Adapted from Giada De Laurentiis
Serves 6 | Prep time: 30 minutes | Cook time: 15 minutes
- 1 c. whole-milk ricotta, undrained*
- 2 c. kale leaves
- 1 c. grated parmesan or pecorino romano (please use REAL cheese, not the Kraft Green Bottle stuff)
- 1/4 c. shredded mozzarella
- 2 eggs
- 2 egg yolks
- 1/2 tsp. nutmeg
- 1/4 tsp. cayenne pepper
- 1 tsp. dried basil
- 1 tsp. (each) salt and pepper
- 6 tsp gluten-free flour mix + extra for dredging(I used 2 Tbsp, each, White Rice Flour, Sorghum Flour, and Tapioca Starch)
- 1/8 tsp. xanthan gum
- Pasta sauce (marinara, bolognese, vodka sauce, etc)
*Stir the liquid at the top of the ricotta into the rest, then scoop out ricotta to measure
Rinse and dry the kale leaves. Chop finely. Mix the ricotta, kale, cheese, eggs, egg yolks, and spices in a large bowl. Whisk 6 tablespoons of flour mix and xanthan gum in a small bowl until well-combined. Stir in flour mixture, incorporate well. Refrigerate for ten to fifteen minutes. This rest will help the flour begin to absorb the liquid, as well as firm the mixture slightly. The mixture may still be rather loose and “goopy”.
After mixture has chilled, place a large pot of water on the stove. Heat to boiling, then turn down to a simmer. Add additional flour to a wide, shallow bowl. Using a spoon or two, scoop out desired amount of cheese mixture for one piece of gnudi. Drop mixture into flour and coat lightly (I spooned some flour over top, then rolled a little bit). Once coated, the gnudi will be able to be picked up by hand, but will still be delicate. Drop gnudi into simmering water in small batches and allow to cook for about 5 minutes, until the gnudi are cooked through and float to the surface. Drain and keep warm until serving.
Continue shaping, dredging, and cooking gnudi in small batches. Serve warm with your favorite pasta sauce.
Would you make small gnocchi-size gnudi? Or keep them big (and potential finger foods)? Do you have the same everlasting love for tea? Do you name your car? (Fun fact: Tabby’s full name is Tabitha. And my KitchenAid Stand Mixer is named Henrietta. Those are the only inanimate objects that have names, though.) Have you read the Georgia Nicholson books?
St. Patrick’s Day weekend was a little hectic for us. Actually, the last few weeks, clearly, have been quite busy. We’ve finally settled all of the paperwork to move into our new house(!), but now we are packing up everything in less than a week to move in April 1st. I’ve just gone through all of my clothes (I have no idea how I got so many) and even though I overhauled my closet less than two years ago, and gather up three garbage bags-worth of clothes and shoes to donate yesterday, I am slightly concerned about how I will fit all of it in my dresser and closet at the new place.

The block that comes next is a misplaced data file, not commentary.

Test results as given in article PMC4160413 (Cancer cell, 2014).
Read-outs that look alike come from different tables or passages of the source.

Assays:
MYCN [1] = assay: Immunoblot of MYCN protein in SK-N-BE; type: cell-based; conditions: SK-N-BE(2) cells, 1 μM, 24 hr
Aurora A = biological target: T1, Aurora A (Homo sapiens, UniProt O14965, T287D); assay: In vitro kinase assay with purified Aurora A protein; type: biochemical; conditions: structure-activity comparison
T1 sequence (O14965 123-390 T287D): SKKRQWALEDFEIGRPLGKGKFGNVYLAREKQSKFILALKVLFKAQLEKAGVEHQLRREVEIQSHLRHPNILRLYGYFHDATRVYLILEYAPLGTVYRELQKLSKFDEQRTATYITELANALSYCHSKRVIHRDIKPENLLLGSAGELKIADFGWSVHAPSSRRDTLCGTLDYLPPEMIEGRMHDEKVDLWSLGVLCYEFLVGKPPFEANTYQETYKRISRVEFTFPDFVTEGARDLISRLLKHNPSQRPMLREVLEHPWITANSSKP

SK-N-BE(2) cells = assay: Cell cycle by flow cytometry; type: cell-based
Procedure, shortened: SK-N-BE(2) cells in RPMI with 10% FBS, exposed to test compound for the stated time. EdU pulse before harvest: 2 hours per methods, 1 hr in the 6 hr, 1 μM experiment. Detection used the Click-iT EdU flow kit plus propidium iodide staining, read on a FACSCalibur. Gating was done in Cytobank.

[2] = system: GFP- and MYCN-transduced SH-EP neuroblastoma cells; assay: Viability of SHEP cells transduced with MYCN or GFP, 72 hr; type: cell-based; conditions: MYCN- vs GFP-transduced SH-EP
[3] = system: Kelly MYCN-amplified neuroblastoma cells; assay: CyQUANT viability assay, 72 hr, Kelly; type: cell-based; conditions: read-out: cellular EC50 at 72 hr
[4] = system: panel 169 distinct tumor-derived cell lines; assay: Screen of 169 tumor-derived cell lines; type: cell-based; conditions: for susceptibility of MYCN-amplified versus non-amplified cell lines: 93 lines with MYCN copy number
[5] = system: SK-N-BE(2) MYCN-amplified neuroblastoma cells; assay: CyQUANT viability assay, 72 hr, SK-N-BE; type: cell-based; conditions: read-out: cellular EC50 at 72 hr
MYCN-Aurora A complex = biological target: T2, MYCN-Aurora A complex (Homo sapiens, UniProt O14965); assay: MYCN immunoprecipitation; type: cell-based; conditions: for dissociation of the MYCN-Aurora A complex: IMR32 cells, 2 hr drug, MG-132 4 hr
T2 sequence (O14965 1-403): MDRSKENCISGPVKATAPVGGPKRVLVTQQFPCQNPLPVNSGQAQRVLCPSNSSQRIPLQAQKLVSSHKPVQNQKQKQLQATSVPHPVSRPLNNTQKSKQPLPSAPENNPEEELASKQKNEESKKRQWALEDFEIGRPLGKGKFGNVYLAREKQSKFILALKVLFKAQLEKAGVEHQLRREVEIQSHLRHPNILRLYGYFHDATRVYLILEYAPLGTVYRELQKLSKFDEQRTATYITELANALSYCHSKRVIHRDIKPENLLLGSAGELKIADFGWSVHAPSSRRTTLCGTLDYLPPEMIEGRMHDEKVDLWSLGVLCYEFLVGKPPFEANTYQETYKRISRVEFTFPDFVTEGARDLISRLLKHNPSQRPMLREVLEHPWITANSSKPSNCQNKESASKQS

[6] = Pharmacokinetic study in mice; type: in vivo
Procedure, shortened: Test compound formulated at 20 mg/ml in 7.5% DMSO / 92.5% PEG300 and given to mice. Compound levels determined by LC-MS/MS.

I may just have to steal some of M’s closet space. In all seriousness, I am over-the-moon with excitement knowing that we will each have our own separate closet and separate dresser. Glorious! I haven’t even begun to sort through my kitchen items, yet. That task is as frightening, but only because I keep assuring myself that I won’t have to get rid of anything. Thankfully, this house comes with a huge, beautiful kitchen (with a giant pantry)! I’m less concerned with being as selective with my precious kitchen items as I’ve had to be with my clothes.
I am grateful that it is Spring Break, so one of my jobs is on break as well. It’s been nice to have a little more free time to try to gather my life into boxes. A few weeks ago, our St. Patrick’s day celebration was almost somber and sober, compared to most. I said almost. M had two shows with a changeover in-between. I spent Saturday evening, while he was at Show #1, at my mother’s, to see my visiting aunt and cousin. There, I had (the near-obligatory) corned beef. I thought that was about the end of St. Patrick’s day food-celebrations. However, the next morning, everyone else’s dinner proclamations on Facebook sounded just too tasty. I found lamb chops for fantastically cheap and that settled the deal. I set some cabbage to boil with bacon and pepper, cooked some carrots, mashed some sweet potatoes with garlic, baked up some popovers, and seared up the lambchops for a surprisingly fast and delicious dinner, complete with cider. The perfect detail was the pan sauce I made. M and I put it on everything. Pan sauce is one of my favorite things to make because it is so simple. Five extra minutes, plus a little wine and broth in the pan you’ve cooked the meat in is all it take to ramp up your meal from good to great!